After reading William Link’s short stories, it came to my mind that the Ferris & Franklin partnership in “Murder by the Book” was meant to show us, how Levinson & Link worked together: Is it possible that Richard Levinson was the brain and William Link was the manager of the team? Because like Ken Franklin, William Link seems to have absolutely no talent for crafting cunning murder mysteries. Each of these stories is either average or even below. For example take “Trance”: Fingerprints left behind at the scene of the crime as a gotcha? Come on, that ain’t Columbo standards.
That’s a very interesting comment, and dovetails with the question I posed on March 22 about the difference in script quality between the ’70’s and ’90’s: “How much did the loss of Richard Levinson, who died in 1987 and who had mentored young writers like Bochco, hurt the show?”
This isn’t a criticism of Mr. Link. Perhaps the greatest mystery writing team ever — the two cousins, Frederic Dannay and Manfred Lee, known collectively as Ellery Queen — had well-defined roles when creating their stories. Dannay did the plotting; Lee did the writing. Dannay crafted the plot, the clues, the solution in a lengthy outline; Lee fleshed out the outline, and thereby fleshed out the stories’ characters, setting, atmosphere, dialogue, and emotions. Neither could exist without the other (even though they agreed on little, and were at each other’s throats throughout much of their 42-year collaboration).
Joseph Goodrich wrote an excellent book about the turmoil in the Queen collaboration, based on the period when, due to living on different coasts, they had to collaborate by mail (but still wrote some of their greatest mysteries). It’s entitled “Blood Relations: The Selected Letters of Ellery Queen, 1947-1950.”
Forgot to mention — William Link wrote the forward to Goodrich’s book.
Crippen-Landru, the same publisher that gave us “Columbo Collection”, just recently published a collection of LInk-Levinson short stories from the 50s and the 60s under the title “Shooting Script and Other Mysteries” (https://crippenlandru.com/magento/index.php/shooting-script-and-other-mysteries.html). These are non-Columbo stories but I guess it would be interesting to compare the quality of that joint effort to solo-Link “Columbo Collection” and test your theory on the nature of L & L collaboration. I haven’t read them yet, but I have a hunch these would be a notch or two above the “Collection”.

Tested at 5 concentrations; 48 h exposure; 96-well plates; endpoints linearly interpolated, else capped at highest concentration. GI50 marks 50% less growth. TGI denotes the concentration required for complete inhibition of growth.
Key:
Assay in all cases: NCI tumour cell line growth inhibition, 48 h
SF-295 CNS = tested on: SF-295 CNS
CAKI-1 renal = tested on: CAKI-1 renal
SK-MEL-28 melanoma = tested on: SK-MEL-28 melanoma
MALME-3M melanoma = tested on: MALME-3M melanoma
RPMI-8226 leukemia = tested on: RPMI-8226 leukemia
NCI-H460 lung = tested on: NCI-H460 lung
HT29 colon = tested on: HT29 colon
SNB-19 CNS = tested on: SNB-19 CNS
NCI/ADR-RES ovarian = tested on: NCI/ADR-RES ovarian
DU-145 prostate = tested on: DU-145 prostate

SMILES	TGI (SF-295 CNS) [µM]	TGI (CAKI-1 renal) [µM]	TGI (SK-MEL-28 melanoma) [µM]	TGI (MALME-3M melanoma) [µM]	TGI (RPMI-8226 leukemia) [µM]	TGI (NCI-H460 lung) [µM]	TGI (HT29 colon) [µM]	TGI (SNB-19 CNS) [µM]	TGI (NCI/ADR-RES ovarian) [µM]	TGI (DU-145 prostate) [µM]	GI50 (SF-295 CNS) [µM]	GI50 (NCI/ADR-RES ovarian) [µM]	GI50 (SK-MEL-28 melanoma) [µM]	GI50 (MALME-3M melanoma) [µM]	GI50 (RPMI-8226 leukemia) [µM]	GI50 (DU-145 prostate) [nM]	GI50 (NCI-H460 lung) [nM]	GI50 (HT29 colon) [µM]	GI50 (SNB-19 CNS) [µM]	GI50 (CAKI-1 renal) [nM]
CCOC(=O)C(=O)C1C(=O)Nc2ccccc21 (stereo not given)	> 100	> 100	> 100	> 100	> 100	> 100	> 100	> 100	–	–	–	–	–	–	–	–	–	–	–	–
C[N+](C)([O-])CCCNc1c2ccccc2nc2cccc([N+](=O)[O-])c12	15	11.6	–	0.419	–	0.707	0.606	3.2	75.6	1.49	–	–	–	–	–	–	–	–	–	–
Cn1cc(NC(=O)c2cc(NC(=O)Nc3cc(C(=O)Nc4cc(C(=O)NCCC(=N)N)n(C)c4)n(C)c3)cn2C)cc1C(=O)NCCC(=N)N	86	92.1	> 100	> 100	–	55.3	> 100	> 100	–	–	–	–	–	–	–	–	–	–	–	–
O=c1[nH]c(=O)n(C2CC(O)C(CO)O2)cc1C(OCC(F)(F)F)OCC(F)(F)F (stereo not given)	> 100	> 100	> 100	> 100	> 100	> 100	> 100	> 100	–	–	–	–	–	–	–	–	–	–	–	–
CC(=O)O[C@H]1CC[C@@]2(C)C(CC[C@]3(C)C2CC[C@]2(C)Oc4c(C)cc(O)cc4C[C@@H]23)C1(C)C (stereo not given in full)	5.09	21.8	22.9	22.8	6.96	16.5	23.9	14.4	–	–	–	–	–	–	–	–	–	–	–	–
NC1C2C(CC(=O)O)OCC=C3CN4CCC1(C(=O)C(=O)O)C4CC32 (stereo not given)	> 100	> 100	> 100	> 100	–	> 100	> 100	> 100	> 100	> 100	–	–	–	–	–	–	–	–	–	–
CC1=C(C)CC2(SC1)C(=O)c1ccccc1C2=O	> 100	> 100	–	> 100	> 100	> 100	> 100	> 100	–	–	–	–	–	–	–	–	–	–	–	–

As for the “Collection” itself I agree the plot solutions are decideldy mediocre even amateurish sometimes, but it does succeed in portraying Columbo the way fans expect to see him (that is Peter Falk’s canonical interpretation of the character; I guess L&L’s early idea of Columbo was a bit different from that as we can surmise from “Prescription: murder” but of course by 2000s it was set in stone).
The best part of the “Collection” to me is noirish stories about non-society murderers. Columbo as an exclusive detective for rich-and-famous becomes tedious and grating over time. I wish if the series ever gets resurrected in one form or another the producers would do several stories like that.
To be entirely fair to Mr. Link, he also received co-“story by” credit for “Etude in Black,” “Dagger of the Mind,” “The Most Dangerous Match,” and “Double Shock.” [IMDb also lists him as “story – uncredited” for “Columbo Cries Wolf.”]
In addition, Steven Bochco gave Link and Levinson enormous credit for helping with scripts for which they received no screen credit: “They’d plot these damn things out and say, here, go write it. Okay. Then I’d write a script, and they’d rewrite it. … I say [“Murder by the Book” was] mine. Bill and Dick of course had their thumbprints all over every word of it.” (https://www.youtube.com/watch?v=O2wOnLS7lqc)
And then, in 2007, Link wrote the play “Columbo Takes the Rap” for the International Mystery Writers festival in Kentucky. The New York Post’s theater critic, Michael Riedel, reported that the play was headed for Broadway, but a New York production never materialized. [The play remains unpublished, which is a shame. If anyone knows how to obtain a copy, I’d appreciate hearing about it.]
One wonders if these short stories were fleshed out from rejected “treatments” that Link had offered up over the years as potential Columbo episodes. That would explain why so many plot elements seem borrowed from the series. Quite possibly, it was the other way around.
Wonderful, informative, endlessly entertaining review! I want to purchase this for sure…I love a sentimental out-of-print find. Love the photo of Columbo & his fetishistic “immigrant shoes” as well. Many thanks, as always! ☮️❤️
Very fair review, I’ve experienced this book roughly in the same way as you did. Some stories better than others, but it’s a collection to treasure if you love Columbo.
I really had to smile towards the ending of your review. If anyone doesn’t like a certain phenomenon in Columbo that he calls “padding” it’s you. And here you write: ‘…half of these tales told at double their length (…) might have made for a more satisfying and meaty reading experience.’ No offense whatsoever, but I thought that was funny.
Thank you, Columbophile,
Columbo and you coddle us, in these corona-times.